Are Retail and Institutional Funds Also Eyeing Anzo?

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Are retail and institutional funds also eyeing Anzo ?

Are retail and institutional funds now looking at Anzo Holdings Bhd, which recently got involved in glove manufacturing and has started to supply copper scrap to South Korea? There is speculation that some local and foreign retail and institutional funds, as well as bankers are interested in Anzo, which has been quite active in the market lately.

Anzo closed 4.5 sen or 25 per cent higher to 22.5 sen today at the closing at 12.30 pm. Interestingly again the stock traded in high volume. Some 217 million shares were traded.

Foreign funds are returning to Malaysia despite headwinds, indicating that investors have shaken off the panic triggered by the historic change of government in 2018, and the outbreak of Covid-19 since early this year.

While they are back in Malaysia, albeit at a slow pace, they are looking for active counters with a good business background to buy into.

  So why are they looking at Anzo?

Last week the company said it is buying a medical glove manufacturing plant in Manjung, Perak and will pay a total of RM55 million. It is buying the assets of Wintrade World Sdn Bhd including land, factory and machinery. The plant is said to have the capacity to produce up to 1.2 billion pieces of medical and nitrile gloves a year. Based on estimates, the revenue is expected to be in the region of about RM400 million.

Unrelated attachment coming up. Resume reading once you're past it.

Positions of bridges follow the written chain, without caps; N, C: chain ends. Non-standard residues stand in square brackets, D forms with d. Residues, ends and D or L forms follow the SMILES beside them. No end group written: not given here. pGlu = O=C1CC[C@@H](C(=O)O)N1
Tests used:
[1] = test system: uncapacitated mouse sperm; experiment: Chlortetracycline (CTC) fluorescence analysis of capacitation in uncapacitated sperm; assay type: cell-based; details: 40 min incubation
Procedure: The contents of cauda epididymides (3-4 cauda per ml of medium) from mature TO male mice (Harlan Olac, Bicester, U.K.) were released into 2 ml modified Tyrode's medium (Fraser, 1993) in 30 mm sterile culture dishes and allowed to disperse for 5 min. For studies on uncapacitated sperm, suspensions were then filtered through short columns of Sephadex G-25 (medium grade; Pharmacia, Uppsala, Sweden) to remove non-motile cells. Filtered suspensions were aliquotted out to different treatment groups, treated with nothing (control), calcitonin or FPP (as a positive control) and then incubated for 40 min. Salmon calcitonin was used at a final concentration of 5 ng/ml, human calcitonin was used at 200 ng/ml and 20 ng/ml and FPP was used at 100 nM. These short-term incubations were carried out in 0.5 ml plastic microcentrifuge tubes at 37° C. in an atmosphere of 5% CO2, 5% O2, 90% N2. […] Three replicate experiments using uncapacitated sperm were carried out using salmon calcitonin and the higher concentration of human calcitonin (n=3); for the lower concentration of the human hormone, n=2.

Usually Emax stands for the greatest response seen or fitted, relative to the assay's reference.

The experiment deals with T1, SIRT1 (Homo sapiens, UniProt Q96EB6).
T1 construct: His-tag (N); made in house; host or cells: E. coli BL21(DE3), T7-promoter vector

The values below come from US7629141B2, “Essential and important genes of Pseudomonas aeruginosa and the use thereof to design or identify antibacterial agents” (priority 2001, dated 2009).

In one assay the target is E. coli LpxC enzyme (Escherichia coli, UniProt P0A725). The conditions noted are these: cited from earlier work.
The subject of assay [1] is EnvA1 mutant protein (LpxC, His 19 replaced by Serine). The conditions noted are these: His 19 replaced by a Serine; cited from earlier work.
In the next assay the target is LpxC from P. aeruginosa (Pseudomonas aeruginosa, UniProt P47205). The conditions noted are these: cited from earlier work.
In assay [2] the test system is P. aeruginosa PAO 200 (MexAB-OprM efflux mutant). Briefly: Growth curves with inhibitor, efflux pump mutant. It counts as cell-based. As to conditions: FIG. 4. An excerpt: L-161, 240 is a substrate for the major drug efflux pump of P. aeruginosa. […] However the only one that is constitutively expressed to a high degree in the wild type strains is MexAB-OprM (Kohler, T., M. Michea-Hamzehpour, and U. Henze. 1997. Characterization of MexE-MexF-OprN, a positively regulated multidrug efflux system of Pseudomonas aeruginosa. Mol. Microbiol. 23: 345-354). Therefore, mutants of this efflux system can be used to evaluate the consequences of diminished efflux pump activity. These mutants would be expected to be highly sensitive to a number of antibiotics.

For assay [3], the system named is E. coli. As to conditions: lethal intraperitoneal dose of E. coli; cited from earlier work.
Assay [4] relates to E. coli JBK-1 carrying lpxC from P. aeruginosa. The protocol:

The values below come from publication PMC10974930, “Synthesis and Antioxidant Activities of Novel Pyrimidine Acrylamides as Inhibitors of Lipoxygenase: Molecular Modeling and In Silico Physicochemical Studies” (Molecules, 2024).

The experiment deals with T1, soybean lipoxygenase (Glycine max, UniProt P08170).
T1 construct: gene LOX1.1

Prior to this announcement Anzo said it has won a RM1.3 billion contract to supply copper scrap to a large steel maker in South Korea.  If you look at it, Anzo is definitely one of the better companies for retail and institutional funds to look at because there is good growth potential in the listed-firm.

Now let us look at the company's latest financial results.

Anzo posted a revenue of RM8.37 million in the third quarter ended April 30 2020, which is five to six times more than what it recorded in the preceding year corresponding quarter. The company told Bursa that this was mainly due to the contribution made from the trading section of the construction division, which provided RM7.5 million (2019: nil) turnover during the quarter.

Anzo's timber division, which makes quality wooden doors, among other things was badly affected by the movement control order which was implemented in March 2020. The division contributed only RM900,000 (2019: RM1.5 million) turnover during the period.

The company said that because there were better operating results, it recorded a minor loss of only RM2,000 compared to a loss of RM1.03 million in the previous year's corresponding quarter. For the nine months to date, the company's revenue and gross profit increased to RM15.51 million and RM1.38 million  respectively.

As a result, its pre-tax loss reduced by almost half, from RM2.7 million in 2019 to RM1.39 million in 2020. If you study the above, this shows that Anzo is moving in the right direction and will soon be out of losses and making profits in years to come, thanks to its venture into glove manufacturing.



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